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De George: Weak PIAA transfer rule works to Conwell-Egan’s advantage

The usual bite will be in the air Saturday afternoon at West Chester Rustin High School, host of a PIAA Class 3A football semifinal between Middletown and Conwell-Egan.

It won’t have anything to do with the weather or glad tidings, though. It’ll be the all-too familiar scent of controversy, courted year after year by the gaping loopholes pockmarking the PIAA’s governance.

Saturday’s installment will center on Conwell-Egan lineman Tom Burns IV, not because he’s a bonafide blue-chipper or even a potential game-breaker for the Eagles. The symbol of Burns’ presence could exceed the junior’s actual impact on the field.

Burns has generated controversy for the simple trajectory of his season — he’s at his second school, in his second state, in the same season.

He logged a full season as a lineman (and kicker) at Notre Dame High School in Lawrenceville, N.J. He transferred to Conwell-Egan in mid-November, and the laxity of PIAA rules plopped him right into a surprising run to the PIAA semis by the Catholic League side. And for whatever actual influence the lineman has on the final score, his 6-4, 250-pound frame provides a large canvas on which observers can cast their aspersions.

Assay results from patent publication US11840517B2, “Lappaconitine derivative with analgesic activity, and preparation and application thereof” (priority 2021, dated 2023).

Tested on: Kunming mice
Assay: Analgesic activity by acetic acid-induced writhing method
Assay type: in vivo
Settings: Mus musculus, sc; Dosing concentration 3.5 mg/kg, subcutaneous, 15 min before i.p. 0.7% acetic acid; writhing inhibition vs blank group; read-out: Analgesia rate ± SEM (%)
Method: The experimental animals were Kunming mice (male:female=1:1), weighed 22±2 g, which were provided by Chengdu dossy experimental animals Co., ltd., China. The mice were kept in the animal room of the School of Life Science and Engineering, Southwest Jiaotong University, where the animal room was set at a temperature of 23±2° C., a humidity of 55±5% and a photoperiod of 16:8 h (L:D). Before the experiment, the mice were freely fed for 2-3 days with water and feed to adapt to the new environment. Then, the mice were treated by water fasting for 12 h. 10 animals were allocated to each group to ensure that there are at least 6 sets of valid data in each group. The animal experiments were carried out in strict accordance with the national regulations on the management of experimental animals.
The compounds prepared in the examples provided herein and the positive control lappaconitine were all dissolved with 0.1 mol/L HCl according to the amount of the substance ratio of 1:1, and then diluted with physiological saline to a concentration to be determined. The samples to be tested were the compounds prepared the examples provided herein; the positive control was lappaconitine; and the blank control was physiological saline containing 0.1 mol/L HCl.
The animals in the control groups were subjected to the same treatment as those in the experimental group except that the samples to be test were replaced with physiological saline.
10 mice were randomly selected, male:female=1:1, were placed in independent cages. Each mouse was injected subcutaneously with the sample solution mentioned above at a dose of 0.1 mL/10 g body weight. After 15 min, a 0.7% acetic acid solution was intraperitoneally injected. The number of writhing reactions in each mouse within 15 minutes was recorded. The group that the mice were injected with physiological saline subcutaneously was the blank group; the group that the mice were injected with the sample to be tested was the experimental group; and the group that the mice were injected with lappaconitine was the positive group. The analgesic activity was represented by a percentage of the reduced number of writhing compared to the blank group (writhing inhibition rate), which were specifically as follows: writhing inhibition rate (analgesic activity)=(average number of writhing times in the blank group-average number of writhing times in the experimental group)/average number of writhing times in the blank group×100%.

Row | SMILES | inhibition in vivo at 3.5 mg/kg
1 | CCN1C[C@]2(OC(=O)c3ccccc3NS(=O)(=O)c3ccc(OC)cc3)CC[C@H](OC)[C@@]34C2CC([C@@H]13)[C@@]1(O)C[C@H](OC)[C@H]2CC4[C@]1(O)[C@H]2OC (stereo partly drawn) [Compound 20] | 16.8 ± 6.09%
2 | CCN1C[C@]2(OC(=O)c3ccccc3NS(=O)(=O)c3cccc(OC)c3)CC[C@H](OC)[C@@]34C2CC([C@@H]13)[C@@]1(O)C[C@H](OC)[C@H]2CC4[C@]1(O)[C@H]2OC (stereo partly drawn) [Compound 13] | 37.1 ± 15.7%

For all the anger that Burns’ move has churned up — particularly in District 11, after Conwell-Egan dispatched Palisades last week — the question isn’t whether or not Burns’ transfer is legitimate. The quandary is if the framework he’s exploiting, within the spirit of fair competition or otherwise, is suitable to withstand families and coaches harboring less scrupulous intentions.

Burns’ presence rankled the ire last week. District 11 chairperson Bob Hartmann pursued the matter with the PIAA but confirmed to Palisades that the transfer had been approved by District 12. (Hartmann declined to comment further on the issue).

District 12 commissioner Joe Sette confirmed that Burns’ transfer was approved via a principal-to-principal signoff, administrators at both schools confirming Burns met specified criteria of the PIAA. And the sending athletic director, Notre Dame’s Richard Roche, emphatically confirmed to the Daily Times that while he wasn’t at liberty to divulge the specifics behind Burns’ decision, it wasn’t athletically motivated.

“The only thing I can say is that this was not motivated by a longer football season,” said Roche, who also mentioned that Burns is a Pennsylvania resident. “It’s not recruiting. It’s not anything of that. There’s nothing that Conwell did or proposed, or did anything that had to do with his moving there.”

Messages to both of the signatory principals — Michael Culnan of Conwell-Egan and Mary Liz Ivins of Notre Dame — as well as to Conwell-Egan athletic director Patrick Donlen were not returned.

The principal-to-principal signoff is crucial to granting immediate eligibility. PIAA bylaws enumerate seven conditions for immediate eligibility of a transferring student: administrative (non-disciplinary) transfers, the “natural break” after eighth grade, change of residence (of parent/legal guardian or foster parent), school closure, boarding school and court assignment. Beyond that, immediate eligibility can be conferred via review of principal certification by a regional panel or district committee, the method that Burns utilized.